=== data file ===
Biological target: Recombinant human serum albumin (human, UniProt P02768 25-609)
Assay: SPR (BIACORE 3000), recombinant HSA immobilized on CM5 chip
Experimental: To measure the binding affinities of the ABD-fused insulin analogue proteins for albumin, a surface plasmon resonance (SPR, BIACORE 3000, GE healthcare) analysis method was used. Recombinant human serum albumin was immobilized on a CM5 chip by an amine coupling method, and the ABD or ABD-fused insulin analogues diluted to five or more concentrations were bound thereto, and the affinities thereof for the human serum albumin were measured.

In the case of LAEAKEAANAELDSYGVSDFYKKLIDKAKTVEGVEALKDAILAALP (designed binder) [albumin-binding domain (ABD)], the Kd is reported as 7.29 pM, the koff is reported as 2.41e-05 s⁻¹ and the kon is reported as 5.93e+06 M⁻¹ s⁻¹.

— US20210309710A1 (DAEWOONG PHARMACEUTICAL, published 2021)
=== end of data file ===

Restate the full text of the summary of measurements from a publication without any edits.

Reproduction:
Biological target: Recombinant human serum albumin (human, UniProt P02768 25-609)
Assay: SPR (BIACORE 3000), recombinant HSA immobilized on CM5 chip
Experimental: To measure the binding affinities of the ABD-fused insulin analogue proteins for albumin, a surface plasmon resonance (SPR, BIACORE 3000, GE healthcare) analysis method was used. Recombinant human serum albumin was immobilized on a CM5 chip by an amine coupling method, and the ABD or ABD-fused insulin analogues diluted to five or more concentrations were bound thereto, and the affinities thereof for the human serum albumin were measured.

In the case of LAEAKEAANAELDSYGVSDFYKKLIDKAKTVEGVEALKDAILAALP (designed binder) [albumin-binding domain (ABD)], the Kd is reported as 7.29 pM, the koff is reported as 2.41e-05 s⁻¹ and the kon is reported as 5.93e+06 M⁻¹ s⁻¹.

— US20210309710A1 (DAEWOONG PHARMACEUTICAL, published 2021)